Librarian salaries: a brief personal recounting

Recently on Mastodon, there was a small bit of back and forth about inclusion of salary or at least, salary range, in job postings for librarians. It caught my attention for a few reasons:

  • This is an issue I really care about, and
  • The discussion was prompted by a job ad at The University of Chicago Library, where I worked for many years early in my career.

The University of Chicago Library was criticized for not including a salary range, and I think that’s a fair point even though it is something outside the library’s control. It got me thinking about my own salary journey over the past thirty plus years.

My first job out of grad school, and my first full-time job ever, was at The University of Chicago Library way back in 1992. I started out as a serials cataloger and my salary was $26,900. I was promoted from there into other roles over the years and when I left in late 1999, I was making about $55,000.

I didn’t leave just because of or primarily because of wanting a higher salary, but it sure helped that my new job offered me a starting salary of $75,000. I was hired as a systems analyst for a startup company called Endeavor Information Systems which many years later became part of its chief rival, Ex Libris. I don’t recall my salary when I left that job (and my job went through a name change to business analyst) to go back to academic libraries.

My next job was at Taylor University and my salary was in the low $40,000s, so a precipitous drop. That was a big struggle to make ends meet on a single income and with a growing family. Through a complicated set of circumstances, I worked there for only about 3 1/2 years before returning for a short time to my previous job at Endeavor. Then I jumped ship to take a job at a Fortune 100 company, Abbott Laboratories.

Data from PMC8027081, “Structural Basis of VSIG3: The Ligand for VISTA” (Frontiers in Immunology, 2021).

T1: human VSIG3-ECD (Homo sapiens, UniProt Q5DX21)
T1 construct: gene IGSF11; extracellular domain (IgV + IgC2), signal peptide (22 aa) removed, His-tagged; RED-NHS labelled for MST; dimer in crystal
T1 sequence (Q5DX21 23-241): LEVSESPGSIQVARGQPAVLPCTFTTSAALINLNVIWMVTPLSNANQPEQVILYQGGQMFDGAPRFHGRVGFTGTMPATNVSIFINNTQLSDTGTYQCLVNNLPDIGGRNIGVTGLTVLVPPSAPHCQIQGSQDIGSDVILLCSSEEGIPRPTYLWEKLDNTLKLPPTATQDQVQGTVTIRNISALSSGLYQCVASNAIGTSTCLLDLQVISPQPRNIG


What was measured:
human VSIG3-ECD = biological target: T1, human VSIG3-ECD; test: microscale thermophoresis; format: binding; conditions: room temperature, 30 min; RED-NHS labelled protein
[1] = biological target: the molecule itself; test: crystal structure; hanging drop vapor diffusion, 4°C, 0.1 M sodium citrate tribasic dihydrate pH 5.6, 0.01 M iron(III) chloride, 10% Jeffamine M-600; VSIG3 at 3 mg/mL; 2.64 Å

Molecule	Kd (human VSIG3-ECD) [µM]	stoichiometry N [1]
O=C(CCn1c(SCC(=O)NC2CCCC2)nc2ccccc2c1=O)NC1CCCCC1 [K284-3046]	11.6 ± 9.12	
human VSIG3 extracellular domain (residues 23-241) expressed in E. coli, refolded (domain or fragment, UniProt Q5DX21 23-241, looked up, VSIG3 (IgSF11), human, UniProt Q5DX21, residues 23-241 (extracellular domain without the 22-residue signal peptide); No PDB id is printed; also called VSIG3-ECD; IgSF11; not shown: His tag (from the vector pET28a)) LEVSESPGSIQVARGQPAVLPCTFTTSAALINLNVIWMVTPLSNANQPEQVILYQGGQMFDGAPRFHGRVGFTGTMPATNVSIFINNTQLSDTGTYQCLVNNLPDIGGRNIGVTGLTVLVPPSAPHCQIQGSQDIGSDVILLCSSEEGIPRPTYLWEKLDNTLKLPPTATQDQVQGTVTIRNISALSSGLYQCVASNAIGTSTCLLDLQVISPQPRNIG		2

I don’t recall my starting salary at Abbott but it was higher than anything else I had before. I moved into more senior roles over several years, and at the end of my time there, I was making well into six figures for salary. I finally felt like I was being paid fairly, but even so, I was deeply unhappy and decided to change jobs yet again by returning to academia.

My starting salary at my next job, at another small liberal arts college, was in the mid-60,000s so yet another very steep drop. Again, it has been quite difficult to make ends meet at times. I won’t say how much I currently make but let’s just say it is a far cry from my peak salary even after more than ten years. This is a big part of why I’ve chosen to work as a part time teacher for the an iSchool graduate program so as to supplement my regular income. We are still reliant as a family on my income alone.

In the end, what does all of this mean? I’m not sure. But perhaps openly talking about this will be of help to someone else. Salary for librarians is incredibly important and on average, ridiculously low, as are salaries and wages for other library workers, which are significantly lower still. I’ve never been super motivated by salary in terms of job satisfaction, though, which I think the brief recounting of my salary history demonstrates.

We need better pay and we also need more transparency around salaries. I am thankful that the state in which I live recently passed a law requiring transparency. It’s an important step forward for all.

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